Introduction to iPhone Game Development

I had the pleasure last week of presenting this talk twice, first for the local iPhone developer group, and a second time the following Saturday at MinneBar. Here are the slides from the event, embedded for your pleasure:

For the talk, John Hibshire and I also created a spreadsheet listing all the iPhone game frameworks, libraries and SDKs we could find. I’m going to try and keep this data up-to-date, and add any additional projects as I find out about them.

I think my session was recorded, possibly by folks at the Uptake, but I have no idea if that recording is online (as a few others from the event are). If it was, I’ll definitely update this post to link to it, since these slides are pretty useless without my running commentary. There are some nice links in a “Resources” section in the last few slides, so you can enjoy those if nothing else.

UPDATE: I just posted a link to the sample code for this talk on github in a new blog post. The code shows various examples of how to do really basic things in Cocos2D, including using the schedule method to create a game loop, using the CCMenu class, drawing various particle types, and finally, how to write tetris in Objective-C using a Cocos2D texture atlas for the different piece types.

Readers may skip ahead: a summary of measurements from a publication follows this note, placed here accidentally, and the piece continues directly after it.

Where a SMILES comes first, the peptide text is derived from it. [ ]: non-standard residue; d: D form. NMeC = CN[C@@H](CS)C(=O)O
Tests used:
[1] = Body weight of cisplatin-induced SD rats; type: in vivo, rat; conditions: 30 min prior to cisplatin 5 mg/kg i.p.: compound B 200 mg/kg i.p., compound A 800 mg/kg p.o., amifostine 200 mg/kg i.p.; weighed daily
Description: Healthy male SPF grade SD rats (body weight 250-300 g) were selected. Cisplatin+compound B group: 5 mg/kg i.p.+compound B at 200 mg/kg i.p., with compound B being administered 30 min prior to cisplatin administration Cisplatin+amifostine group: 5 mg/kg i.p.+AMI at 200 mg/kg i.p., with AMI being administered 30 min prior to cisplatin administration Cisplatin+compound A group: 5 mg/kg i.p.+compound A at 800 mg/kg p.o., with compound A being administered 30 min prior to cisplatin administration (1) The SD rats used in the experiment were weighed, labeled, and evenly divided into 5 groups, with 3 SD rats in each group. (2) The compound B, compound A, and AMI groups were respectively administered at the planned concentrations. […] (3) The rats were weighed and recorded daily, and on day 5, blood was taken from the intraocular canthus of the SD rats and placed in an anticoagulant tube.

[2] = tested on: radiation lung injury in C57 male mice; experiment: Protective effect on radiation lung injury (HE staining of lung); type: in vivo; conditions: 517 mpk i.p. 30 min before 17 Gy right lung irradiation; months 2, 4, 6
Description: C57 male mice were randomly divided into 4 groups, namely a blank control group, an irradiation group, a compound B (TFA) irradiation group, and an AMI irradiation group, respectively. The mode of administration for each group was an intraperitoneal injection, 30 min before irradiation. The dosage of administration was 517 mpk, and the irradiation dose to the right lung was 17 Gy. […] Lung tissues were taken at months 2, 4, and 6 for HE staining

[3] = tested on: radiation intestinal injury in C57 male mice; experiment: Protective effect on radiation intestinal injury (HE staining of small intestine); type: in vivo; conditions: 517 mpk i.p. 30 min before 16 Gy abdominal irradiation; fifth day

Base SDK versus OS Deployment Target

A few weeks back, I upgraded to Snow Leopard, and noticed I no longer had the option of choosing 2.0 through 2.2.1 as my active SDK. I was starting a new project, and didn’t worry about it, thinking I’d figure it out later.

Well, now it’s later, and I spent the last hour or so figuring this out, so I thought I’d post it here in case someone else finds this helpful.

In the apple dev forums, I found a couple of people suggesting you need to re-install the old versions of the dev tools, then move my Developer directory, and re-install the latest tools. This seems silly, since I still have the “/Developer/Platforms/iPhoneOS.platform/Developer/SDKs/iPhoneOS2.2.1.sdk” directory. It’s possible this suggestion is in order to get the old version of the simulator, although I’m not entirely sure why you’d want to have that.

Another helpful commenter said “Base SDK does not set compatibility. It sets your available feature set. The iPhone OS Deployment Target build setting controls compatibility. Set it to 2.0 or 2.2.1 to allow your app to launch on earlier OS versions.” That made much more sense to me, but I couldn’t immediately find the “iPhone OS Deployment Target” setting in my project settings. I did have it though, it just wasn’t showing up for some reason. When I finally searched for IPHONEOS_DEPLOYMENT_TARGET it showed up, and with a handy dropdown full of old SDK versions.